SHooting of a Different Sort

 

The Club was asked if they knew of an old Italian hunting dog that would be in a film and play the part …of an old Italian hunting dog!!!  Linda kindly volunteered the services of my 10 year old brown roan Italian Spinone – Lucca.  She has looked very grey for many years (like her grandfather Trusco, in Carolyn Fry’s book) and although fairly stubborn like many an old Italian hunting dog, she is very responsive in new situations and quite obedient (!).

The film turned out to be only 10 minutes long and a bit ‘arty’ (for me anyway!).  Basically it’s the story is of an Italian family – the grandmother has just died (upstairs or in hospital??...even the writer couldn’t answer that one!!), the middle aged daughters find a newly baked cake in the oven (just cooked by grandmother).  Granddaughter feeds cake to birds in garden which are promptly shot by middle aged son and retrieved by middle aged...sorry…old Italian hunting dog!

Although done on a shoestring (we were offered expenses but still haven’t seen them) it was a proper film with all the bits like cameras on tracks, fluffy ended sticks, a temperamental professional actress …and breakfast and lunch brought in – the old Italian hunting dog and I liked this last bit!  We did not like the early starts (5 am!) or the 4 hour drive back through south London on a hot Saturday afternoon or the 10 + dog and camera in a kitchen you couldn’t swing an old Italian hunting dog in, let alone a cat! 

Lucca’s scenes were not particularly demanding for a dog actor but she’s an old Italian hunting dog - I knew that she was capable of doing them competently once, but repeat them??  I’m sure that most of you have had an old dog at some time and know that they are quite likely to put two paws up and say ‘I’ve been there, done it, got the T shirt and I am NOT going to do it again.’  I was seriously worried that the old bag…sorry, old Italian hunting dog …would get it right the first time, refuse to repeat it, and probably go off and poo in the middle of the private garden we were using as a set!

How wrong could I be!  I was completely amazed at the old bag!  The first scene involved her lying under the table asleep when the shot wakes her up and she looks alert – fine for the first run but the light was wrong, fine the second time but table leg in the way and so it went on.  I got more worried as ‘they’ never got it right and Lucca got more and more bored with shots, bangs, squeaky toys etc designed to attract her attention.  Eventually we resorted to my shout which would be dubbed out later, but it wasn’t a happy start as time ticked on, film ran on, lights got hotter and the money ran out.  Next was the old Italian hunting dog lying asleep under the table as a little girl tried to wake her up.  This worried me as my dog loves little girls – she has two of her own so why would she ignore this one?  But she did – time and time again she obeyed the command ‘lie down’ by putting her face on the floor – this isn’t really what the command means to her so why she did it so often I have no idea.  Other scenes that day involved Lucca running down fire escape steps (the ones made of metal grilling) – no problem even though most dogs don’t like that sort of steps, and running round some plants with the bird/pigeon wing in her mouth.  Here they changed their minds and wanted her jumping the plants as it looked better.  I’m not sure the owners were too happy with the state of their herb garden by the time Lucca had waded through them a few times!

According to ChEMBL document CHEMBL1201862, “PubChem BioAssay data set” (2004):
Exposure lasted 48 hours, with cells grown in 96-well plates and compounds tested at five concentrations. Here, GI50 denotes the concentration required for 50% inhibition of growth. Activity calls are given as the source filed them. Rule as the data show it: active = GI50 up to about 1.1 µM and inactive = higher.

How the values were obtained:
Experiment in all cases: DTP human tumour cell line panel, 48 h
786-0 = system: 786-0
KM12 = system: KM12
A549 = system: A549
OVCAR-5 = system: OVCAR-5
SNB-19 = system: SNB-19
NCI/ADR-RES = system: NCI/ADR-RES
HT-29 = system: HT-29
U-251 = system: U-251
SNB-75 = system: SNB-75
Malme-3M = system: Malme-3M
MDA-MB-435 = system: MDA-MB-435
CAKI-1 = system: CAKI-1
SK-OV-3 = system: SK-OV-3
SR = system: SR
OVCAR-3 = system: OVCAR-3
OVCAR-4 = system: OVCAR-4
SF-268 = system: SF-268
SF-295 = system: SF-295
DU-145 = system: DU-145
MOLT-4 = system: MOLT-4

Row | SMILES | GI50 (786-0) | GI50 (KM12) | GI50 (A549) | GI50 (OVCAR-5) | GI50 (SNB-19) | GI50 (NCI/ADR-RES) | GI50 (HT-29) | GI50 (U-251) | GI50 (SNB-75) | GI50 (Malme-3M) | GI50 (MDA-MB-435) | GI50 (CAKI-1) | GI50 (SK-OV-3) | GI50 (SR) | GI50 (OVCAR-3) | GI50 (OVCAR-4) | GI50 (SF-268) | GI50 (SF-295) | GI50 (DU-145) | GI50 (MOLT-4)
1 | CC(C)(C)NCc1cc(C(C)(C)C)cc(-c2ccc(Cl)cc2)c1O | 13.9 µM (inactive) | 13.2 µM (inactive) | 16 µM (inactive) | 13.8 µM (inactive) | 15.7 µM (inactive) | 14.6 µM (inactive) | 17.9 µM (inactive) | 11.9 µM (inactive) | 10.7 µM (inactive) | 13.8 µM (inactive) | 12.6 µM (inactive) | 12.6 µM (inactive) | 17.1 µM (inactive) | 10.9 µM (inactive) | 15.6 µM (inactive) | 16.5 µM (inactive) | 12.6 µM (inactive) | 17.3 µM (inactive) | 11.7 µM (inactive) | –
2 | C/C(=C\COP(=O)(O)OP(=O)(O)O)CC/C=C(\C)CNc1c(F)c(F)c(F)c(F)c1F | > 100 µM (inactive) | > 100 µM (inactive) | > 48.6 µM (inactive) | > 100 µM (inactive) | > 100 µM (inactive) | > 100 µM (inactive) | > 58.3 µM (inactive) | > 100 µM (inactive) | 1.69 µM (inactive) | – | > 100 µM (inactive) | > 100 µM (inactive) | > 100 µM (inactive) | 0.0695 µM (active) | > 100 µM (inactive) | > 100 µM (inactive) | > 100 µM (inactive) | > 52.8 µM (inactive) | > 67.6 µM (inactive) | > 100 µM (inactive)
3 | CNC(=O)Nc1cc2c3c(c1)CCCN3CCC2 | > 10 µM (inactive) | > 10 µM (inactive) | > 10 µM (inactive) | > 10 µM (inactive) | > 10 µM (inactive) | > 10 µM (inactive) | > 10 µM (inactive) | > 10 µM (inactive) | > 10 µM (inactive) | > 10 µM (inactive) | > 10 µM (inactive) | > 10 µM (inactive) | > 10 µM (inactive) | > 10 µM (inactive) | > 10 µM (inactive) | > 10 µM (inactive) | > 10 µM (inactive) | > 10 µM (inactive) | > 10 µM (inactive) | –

On the third and final day we had to do a scene where Lucca ran through the legs of the actresses in the garden to retrieve the bird.  I knew this had to be done fast (in keeping with the old Italian hunting dog being woken from life in general by a shot and leaping off to fetch dead bird) but was really worried that she would get very bored, very quickly, and by the time they’d sorted out the lights, camera, action bit she’d be snoring in the aisles.  However my wonderful dog became a star!  In fact the first time she did it so fast the camera could not keep up with her, the second time she nearly knocked the actresses over, and after the third they asked me to slow her down!!!!  We did this time and time again and she still kept going – I was amazed.

To start with I had been a bit put out that no-one was remotely interested in my wonderful old Italian hunting dog but it turned out everyone had thought she was from a professional agency.  They could not believe that she, or we, had never done it before and quite seriously commented that she was more professional that the rest put together (there was minor tantrum and foot stamping by the senior actress!).

I am still not quite sure why my stubborn old Italian hunting dog became a star as it was quite out of character to repeat so much stuff and to be so focussed.  My only explanation is that she had my 100% attention and I had her 100% attention.  I had Lucca for nearly 6 years before I got another dog so she was very ‘me’ orientated.  She now shares me with dogs, children, pets, job etc so to be out with me on her own she was prepared to do anything I asked of her.  It made me feel quite guilty that I had really ignored that special relationship we had had, and allowed the other younger dog with more potential and working prospects to take over.  At 10 Lucca doesn’t have that many years to go and I was grateful for the filming experience to bring home to me what I had, but ignored for some time.  I now make more effort to take time with Lucca on her own, and try to value her more for our relationship…………….rather than the stubborn, moaning old food orientated bag she has become!!!!!

Alix Johnson